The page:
Franimal Planet: Iowa-Baylor NIT Finals Preview

USA TODAY Sports

This is it: The battle for #69.

Iowa (25-12) vs. Baylor (22-14)
NIT Championship Game

Date: April 5, 2013
Time: 8:05 p.m. CT
Location: Madison Square Garden, New York City
Television: ESPN
Line: Pick 'em

So it all comes down to this: Regardless of the outcome tonight, this season is over. "Survive and advance" no longer applies. The irony of a team that spent January and February failing to get over the final hurdle in a series of "must-win" games making the sort of postseason run that Iowa has is delicious; the fact that their last "must-win" game wouldn't extend the season is just icing on the cake.

In pure Kenpom terms, Baylor was probably the third-best team in the NIT. They were also probably deserving of a better seed -- the Bears got the #2 spot in Kentucky's bracket -- but the Wildcats' upset first round loss opened the bracket for Scott Drew's crew. Any question of Baylor's desire to be in the NIT went out the window when they decimated Long Beach State 112-66 in the first round. They then took out Arizona State and Providence in home games before a victory over BYU in Tuesday's early semifinal.

Any discussion of Baylor has to start with point guard Pierre Jackson, one of the nation's most effective slashers. Jackson was the National Junior College Player of the Year two seasons ago, then led the Bears to the Elite Eight last March and picked up honorable mention all-American status for his trouble. He is averaging an absurd 19.9 points and 7.0 assists per game, and has scored 23.3 points and dished out 13.0 assists in Baylor's last three NIT games (he only played a half in the blowout of Long Beach), with a double-double in all of them. He is also getting to the free throw line at a ridiculous rate for a 5'10 point guard, averaging 12.7 free throw attempts and shooting 87% when he gets there. Jackson is fully capable of playing every minute of a game and racking up gaudy numbers if given the opportunity.

The Bears have seven players who average more than 16 minutes a game and can go ten-deep if needed. Baylor goes with a three-guard starting five, but they have plenty of inside height. Their front line is anchored by 7'1 freshman center Isaiah Austin, who matches Adam Woodbury stat for stat and manages to play 30 minutes a game. Austin scores 13.0 points per game and leads the bears with 8.3 rebounds per contest. Junior forward Corey Jefferson (6'9, 230 lbs.) contributes another 13.0 points and 8.0 rebounds per game, and the two big men combine for 3.5 blocked shots per contest. Baylor relies on 6'2 guard Brady Heslip as their sole true perimeter threat, and 6'1 guard A.J. Walton is a nice complement to Jackson, but the Bear offense really relies on their uber-talented point guard and two bigs.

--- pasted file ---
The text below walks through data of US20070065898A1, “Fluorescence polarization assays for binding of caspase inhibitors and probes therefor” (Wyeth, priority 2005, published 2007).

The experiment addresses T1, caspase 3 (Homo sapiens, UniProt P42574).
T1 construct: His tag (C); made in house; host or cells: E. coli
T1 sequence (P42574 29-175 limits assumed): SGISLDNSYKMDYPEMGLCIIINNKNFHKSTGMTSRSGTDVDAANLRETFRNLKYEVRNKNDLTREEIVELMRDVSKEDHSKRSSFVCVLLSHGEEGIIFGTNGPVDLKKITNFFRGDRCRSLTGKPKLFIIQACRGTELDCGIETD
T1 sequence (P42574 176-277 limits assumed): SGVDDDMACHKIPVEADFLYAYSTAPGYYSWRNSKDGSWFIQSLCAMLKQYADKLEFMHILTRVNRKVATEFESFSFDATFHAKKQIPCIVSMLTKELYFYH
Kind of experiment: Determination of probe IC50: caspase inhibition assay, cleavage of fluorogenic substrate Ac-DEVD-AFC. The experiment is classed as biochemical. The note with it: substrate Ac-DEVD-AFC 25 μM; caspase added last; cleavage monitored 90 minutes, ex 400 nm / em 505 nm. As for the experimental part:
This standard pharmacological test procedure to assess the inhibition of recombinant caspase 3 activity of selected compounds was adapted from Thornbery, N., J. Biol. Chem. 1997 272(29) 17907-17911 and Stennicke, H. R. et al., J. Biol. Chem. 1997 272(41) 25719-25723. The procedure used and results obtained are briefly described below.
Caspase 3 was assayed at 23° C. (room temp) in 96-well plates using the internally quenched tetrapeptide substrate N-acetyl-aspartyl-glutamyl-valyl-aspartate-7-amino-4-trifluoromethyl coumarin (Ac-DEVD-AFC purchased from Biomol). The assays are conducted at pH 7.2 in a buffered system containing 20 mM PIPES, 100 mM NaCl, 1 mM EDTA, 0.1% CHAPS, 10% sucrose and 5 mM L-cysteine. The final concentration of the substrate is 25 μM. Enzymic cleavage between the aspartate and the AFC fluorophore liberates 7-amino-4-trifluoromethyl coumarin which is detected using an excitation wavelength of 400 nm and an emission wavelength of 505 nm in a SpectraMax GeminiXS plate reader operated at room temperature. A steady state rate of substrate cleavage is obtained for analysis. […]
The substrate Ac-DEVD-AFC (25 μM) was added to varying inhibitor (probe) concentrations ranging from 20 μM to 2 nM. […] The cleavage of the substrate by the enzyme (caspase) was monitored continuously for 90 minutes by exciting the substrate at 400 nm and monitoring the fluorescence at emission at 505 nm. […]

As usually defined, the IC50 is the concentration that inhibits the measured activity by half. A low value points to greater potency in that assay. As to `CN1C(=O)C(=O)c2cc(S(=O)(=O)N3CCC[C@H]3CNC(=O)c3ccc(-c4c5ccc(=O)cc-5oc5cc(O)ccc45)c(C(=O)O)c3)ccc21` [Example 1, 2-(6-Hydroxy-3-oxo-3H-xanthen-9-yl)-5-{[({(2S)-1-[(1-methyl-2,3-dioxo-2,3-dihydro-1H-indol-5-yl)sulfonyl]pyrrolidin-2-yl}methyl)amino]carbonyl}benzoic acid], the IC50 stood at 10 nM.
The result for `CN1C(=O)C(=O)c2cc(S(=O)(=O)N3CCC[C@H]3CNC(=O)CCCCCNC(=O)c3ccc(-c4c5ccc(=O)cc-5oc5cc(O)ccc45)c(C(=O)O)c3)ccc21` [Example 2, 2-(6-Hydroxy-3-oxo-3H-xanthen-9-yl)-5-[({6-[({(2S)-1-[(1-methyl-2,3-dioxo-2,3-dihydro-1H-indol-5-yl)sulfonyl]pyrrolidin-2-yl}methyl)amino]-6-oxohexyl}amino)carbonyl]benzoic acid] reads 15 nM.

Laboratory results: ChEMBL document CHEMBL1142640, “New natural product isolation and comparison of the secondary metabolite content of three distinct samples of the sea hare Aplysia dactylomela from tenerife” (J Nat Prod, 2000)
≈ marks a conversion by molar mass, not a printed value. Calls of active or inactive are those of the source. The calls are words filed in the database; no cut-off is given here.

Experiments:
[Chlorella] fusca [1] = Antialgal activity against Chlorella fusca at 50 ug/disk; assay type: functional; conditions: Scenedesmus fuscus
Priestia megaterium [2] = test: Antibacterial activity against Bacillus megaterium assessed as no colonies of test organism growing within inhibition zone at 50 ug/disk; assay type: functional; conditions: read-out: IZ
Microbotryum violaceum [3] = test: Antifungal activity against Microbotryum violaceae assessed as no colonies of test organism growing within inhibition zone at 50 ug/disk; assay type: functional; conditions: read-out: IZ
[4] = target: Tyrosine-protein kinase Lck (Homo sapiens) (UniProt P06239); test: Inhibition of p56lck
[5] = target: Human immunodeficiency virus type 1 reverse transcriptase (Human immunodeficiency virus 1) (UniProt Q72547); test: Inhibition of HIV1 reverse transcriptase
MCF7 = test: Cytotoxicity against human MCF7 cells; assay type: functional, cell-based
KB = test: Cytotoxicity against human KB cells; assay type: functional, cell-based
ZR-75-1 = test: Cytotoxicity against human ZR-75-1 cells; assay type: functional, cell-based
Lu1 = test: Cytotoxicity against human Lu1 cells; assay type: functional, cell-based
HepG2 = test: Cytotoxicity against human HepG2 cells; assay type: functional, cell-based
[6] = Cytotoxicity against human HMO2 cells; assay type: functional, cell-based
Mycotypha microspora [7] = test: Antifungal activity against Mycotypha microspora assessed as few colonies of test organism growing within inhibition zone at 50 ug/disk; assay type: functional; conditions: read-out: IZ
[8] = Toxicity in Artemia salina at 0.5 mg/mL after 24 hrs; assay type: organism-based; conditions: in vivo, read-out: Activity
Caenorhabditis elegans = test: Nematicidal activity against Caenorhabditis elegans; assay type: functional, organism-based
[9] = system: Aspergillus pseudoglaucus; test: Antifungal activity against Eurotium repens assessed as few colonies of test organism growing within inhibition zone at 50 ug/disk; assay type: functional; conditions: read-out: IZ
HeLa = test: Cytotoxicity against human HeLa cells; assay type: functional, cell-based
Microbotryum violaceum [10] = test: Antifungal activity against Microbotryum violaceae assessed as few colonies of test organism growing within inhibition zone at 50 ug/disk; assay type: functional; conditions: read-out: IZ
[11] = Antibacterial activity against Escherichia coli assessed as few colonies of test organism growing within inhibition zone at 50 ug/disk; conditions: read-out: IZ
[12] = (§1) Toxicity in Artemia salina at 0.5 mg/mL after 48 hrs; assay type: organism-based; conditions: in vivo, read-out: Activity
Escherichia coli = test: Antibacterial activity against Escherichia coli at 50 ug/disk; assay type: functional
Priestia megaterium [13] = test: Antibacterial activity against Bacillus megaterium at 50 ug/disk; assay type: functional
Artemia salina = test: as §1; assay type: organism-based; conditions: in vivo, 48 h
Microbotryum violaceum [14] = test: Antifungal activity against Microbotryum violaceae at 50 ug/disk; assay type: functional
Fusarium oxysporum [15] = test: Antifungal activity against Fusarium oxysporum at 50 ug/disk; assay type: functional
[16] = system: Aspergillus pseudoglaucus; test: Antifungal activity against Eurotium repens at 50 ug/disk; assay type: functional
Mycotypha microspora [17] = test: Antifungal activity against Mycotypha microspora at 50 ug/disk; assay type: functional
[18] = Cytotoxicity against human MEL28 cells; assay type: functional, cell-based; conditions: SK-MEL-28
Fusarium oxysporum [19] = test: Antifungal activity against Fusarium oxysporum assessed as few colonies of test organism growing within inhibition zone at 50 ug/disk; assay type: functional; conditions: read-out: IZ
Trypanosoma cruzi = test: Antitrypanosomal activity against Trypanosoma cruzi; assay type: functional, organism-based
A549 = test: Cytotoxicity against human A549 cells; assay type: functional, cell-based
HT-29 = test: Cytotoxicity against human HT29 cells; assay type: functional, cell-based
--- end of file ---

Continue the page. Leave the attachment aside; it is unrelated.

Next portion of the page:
The Bears run at a nearly-identical pace with Iowa, and their depth combined with Jackson's stamina could nullify Iowa's perimeter pressure, which has been extremely successful at wearing down opposing guards throughout this tournament run. On offense, the Bears shoot for modest percentages (35.1% from three, 50.8% inside the arc) and do not derive their scoring from one exclusive source. They use their three guards to limit turnovers considerably; they are one of few squads playing at a top 100 pace that also is able to hold onto the ball. Otherwise, they are good but not great at just about everything.

Defensively, Baylor plays a lot of zones. That does not indicate any zone scheme in particular; Head coach Scott Drew has been known to use a 1-1-3/2-3 matchup zone, a 1-3-1 zone, and a number of oddball one-off zones in between. Their defensive numbers are thoroughly average (78th nationally in defensive efficiency) and struggles to generate turnovers and box out on the defensive boards. Their opponents are unusually reliant on two-point goals, and are generally pretty effective at breaking the Bears down and finding good shots.

Given Baylor's reliance on the dribble drive and the inside game, I'd expect Iowa to run a lot of 2-3 zone at the Bears Thursday, giving Devyn Marble and Eric May plenty of help in handling Jackson. If and when Iowa does go man, May will likely draw the Jackson assignment with help from whoever is guarding Walton. Heslip effectively pulls a defender away from the action at all times, and Jackson will rip Iowa to shreds if its interior help rotations aren't perfect. But if Iowa can force Baylor to get sloppy on the perimeter, as it's done to so many good guards this season, and manage to limit Jackson's effectiveness in the paint, Iowa's offense should be good enough to overcome Baylor's defense. Of particular note is that Kansas neutralized Jackson with the height and quickness of Elijah Johnson earlier this year, holding him to 10 points and 4 assists on 2/12 shooting. May or Marble could be kryptonite if Iowa goes with man defense.

A game between these two teams three weeks ago would have been a battle between mirror images. But with Iowa dedicated to a big lineup with Marble at the point, the Hawkeyes hold a distinct height advantage. If the Hawkeyes shoot as effectively as they have these last three weeks and continue to dominate on the glass, they certainly have enough to see off Baylor's challenge. This might not be the best team the Hawkeyes have seen in the NIT, but this is the toughest matchup they've faced in this tournament, and Iowa will need to be firing on all cylinders if it is to take its first postseason NIT tournament title.

One game. All or nothing.

Go Hawks.

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